School budgets pass in Elmont and Franklin Square

Bad weather contributes to low turnout

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In abysmally low turnout, residents in Elmont and Franklin Square voted last week to accept their elementary school districts’ respective budgets and propositions and to re-elect both incumbent board members.

Elmont voters accepted the Elmont Free Union School District’s $89.5 million budget and its 3.55 percent tax increase by a margin of 902 to 292. It tax hike was the lowest increase of any local school district and is in line with the Elmont Board of Education’s frugal policies.

At the same time, voters in the Franklin Square Union Free School District voted 685 to 254 to accept the Board of Education’s proposed $38.8 million budget. They 718 to 203 to approve two measures to spend funds from the district’s capital reserves. The budget includes

a 2.58 percent increase to the property

tax levy.

In Franklin Square’s Board of Education contest, incumbent Trustee Joseph Lewinger defeated former Trustee Jean Fichtl by a margin of 446 to 394.

Voters also assented to Sewanhaka Central High School District’s $198.6 million budget on a vote of 2,544 to 1,024. The budget includes a 2.87 percent property tax hike.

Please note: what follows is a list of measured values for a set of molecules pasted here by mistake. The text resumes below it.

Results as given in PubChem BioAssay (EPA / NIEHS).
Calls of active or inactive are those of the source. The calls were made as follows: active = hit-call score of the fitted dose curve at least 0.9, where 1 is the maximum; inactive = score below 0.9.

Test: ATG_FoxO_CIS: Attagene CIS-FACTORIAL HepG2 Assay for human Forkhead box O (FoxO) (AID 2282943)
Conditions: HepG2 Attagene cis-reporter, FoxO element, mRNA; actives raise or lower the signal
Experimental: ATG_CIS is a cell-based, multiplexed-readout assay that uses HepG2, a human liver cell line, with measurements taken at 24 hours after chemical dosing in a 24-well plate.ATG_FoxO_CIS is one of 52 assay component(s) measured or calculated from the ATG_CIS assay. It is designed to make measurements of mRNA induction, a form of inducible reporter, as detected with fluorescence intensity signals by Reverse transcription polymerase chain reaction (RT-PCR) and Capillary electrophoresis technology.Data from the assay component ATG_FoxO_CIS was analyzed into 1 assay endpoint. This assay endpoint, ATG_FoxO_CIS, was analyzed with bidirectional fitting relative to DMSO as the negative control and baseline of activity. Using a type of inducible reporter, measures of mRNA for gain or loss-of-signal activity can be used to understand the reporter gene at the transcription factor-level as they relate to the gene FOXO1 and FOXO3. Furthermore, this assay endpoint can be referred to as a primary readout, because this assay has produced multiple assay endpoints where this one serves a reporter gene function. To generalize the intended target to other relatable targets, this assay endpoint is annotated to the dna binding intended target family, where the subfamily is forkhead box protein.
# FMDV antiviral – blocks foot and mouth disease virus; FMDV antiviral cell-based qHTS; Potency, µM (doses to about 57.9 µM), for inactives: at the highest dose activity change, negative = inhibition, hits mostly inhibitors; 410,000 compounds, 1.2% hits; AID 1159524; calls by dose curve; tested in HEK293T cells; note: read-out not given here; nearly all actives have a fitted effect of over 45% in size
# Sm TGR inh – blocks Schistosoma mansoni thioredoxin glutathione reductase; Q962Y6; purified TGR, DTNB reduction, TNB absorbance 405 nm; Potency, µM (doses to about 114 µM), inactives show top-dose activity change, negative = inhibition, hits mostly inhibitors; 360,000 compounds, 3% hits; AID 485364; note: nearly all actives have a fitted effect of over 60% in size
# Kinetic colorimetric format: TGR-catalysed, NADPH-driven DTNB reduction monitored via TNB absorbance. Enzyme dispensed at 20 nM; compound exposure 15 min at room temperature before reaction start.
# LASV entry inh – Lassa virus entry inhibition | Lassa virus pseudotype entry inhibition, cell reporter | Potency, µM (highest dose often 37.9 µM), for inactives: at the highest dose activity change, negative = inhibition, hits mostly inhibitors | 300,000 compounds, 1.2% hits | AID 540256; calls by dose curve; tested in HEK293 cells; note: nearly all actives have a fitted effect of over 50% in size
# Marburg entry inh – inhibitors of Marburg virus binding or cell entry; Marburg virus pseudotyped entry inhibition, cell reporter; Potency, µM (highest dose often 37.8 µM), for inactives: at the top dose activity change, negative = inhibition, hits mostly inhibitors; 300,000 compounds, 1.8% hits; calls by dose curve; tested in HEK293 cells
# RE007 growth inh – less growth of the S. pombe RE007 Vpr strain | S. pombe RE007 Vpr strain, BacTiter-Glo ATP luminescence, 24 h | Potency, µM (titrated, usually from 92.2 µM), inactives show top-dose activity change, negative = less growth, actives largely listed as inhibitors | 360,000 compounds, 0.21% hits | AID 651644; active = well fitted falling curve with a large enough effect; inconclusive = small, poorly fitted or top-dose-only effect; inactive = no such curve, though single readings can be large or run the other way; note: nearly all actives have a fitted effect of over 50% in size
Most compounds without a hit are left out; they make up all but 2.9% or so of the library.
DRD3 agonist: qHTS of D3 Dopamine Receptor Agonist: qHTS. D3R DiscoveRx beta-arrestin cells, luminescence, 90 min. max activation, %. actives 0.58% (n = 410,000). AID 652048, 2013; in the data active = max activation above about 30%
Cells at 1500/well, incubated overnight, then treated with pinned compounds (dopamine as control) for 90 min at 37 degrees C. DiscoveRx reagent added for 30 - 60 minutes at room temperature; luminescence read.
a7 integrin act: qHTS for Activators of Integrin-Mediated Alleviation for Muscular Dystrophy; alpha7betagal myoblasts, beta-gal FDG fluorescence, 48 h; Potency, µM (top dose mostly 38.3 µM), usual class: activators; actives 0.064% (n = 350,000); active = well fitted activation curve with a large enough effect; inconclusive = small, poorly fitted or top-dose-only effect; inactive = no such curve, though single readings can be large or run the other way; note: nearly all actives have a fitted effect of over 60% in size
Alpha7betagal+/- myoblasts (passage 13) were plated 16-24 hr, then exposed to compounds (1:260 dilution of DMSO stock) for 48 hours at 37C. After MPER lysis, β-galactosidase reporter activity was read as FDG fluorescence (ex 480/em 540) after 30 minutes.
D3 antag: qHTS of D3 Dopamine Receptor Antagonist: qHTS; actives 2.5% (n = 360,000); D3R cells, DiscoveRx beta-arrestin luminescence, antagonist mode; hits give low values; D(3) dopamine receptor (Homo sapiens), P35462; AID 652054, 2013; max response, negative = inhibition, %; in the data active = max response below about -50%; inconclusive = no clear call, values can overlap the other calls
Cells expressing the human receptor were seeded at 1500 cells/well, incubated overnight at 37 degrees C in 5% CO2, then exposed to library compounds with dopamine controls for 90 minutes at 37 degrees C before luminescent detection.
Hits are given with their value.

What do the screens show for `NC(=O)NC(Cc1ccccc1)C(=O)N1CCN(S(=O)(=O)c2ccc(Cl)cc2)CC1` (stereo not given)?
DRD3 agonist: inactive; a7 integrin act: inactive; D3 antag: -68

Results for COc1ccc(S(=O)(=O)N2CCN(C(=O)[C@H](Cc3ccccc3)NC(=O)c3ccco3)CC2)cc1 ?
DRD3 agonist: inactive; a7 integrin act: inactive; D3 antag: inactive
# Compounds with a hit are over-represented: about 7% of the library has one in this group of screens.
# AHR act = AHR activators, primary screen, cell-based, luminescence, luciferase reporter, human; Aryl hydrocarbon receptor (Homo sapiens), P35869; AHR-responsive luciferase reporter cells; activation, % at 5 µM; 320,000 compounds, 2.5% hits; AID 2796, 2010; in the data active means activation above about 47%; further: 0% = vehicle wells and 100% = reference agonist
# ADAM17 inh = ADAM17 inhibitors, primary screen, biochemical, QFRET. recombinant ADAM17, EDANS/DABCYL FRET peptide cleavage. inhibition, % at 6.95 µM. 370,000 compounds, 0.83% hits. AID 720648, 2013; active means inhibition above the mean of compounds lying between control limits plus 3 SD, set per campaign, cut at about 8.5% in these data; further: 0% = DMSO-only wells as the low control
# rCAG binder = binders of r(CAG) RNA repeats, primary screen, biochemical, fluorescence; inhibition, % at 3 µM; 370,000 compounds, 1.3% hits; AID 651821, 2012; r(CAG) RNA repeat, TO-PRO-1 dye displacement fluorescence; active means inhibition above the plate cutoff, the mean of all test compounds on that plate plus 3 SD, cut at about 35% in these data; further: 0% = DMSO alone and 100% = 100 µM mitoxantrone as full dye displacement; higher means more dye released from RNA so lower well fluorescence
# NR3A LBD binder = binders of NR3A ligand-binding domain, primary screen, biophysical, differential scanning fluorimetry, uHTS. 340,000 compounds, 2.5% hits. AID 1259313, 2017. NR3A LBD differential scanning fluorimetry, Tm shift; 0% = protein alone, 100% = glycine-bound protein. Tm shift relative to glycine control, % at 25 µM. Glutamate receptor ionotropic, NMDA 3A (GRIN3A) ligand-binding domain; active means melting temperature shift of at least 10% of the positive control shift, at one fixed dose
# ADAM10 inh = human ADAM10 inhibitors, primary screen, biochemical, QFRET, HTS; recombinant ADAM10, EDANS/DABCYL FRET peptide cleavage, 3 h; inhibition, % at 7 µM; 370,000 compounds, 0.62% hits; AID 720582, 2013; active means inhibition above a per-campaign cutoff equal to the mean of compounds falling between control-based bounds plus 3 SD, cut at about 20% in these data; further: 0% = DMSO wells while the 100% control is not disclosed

Voter turnout was even lower than in past contests. A total of 1,194 votes were cast in Elmont, versus 1,321 in last year’s contest, for a 9.6 percent drop. With a

voting-age population of roughly 15,600, only 7.6 percent of those eligible made it to the polls.

“None of the board races were competitive,” district Superintendent Al Harper said. “People tend to be a little more concerned when there are board races; there’s a little more excitement. And the bad weather toward the end of the day probably kept people at home, too.” Harper said he was pleased by the electorate’s “continued commitment to the children and to education.”

In Franklin Square, a scant 939 voters exercised the franchise, as against 1,183 a year ago, for a decline of 20.6 percent. The percentage of votes cast versus the number of eligible voters was higher than in Elmont, however — 13.1 percent.

In the Sewanhaka contest, 3,568 votes were cast, compared with 4,802 last year, for a drop of 25.6 percent.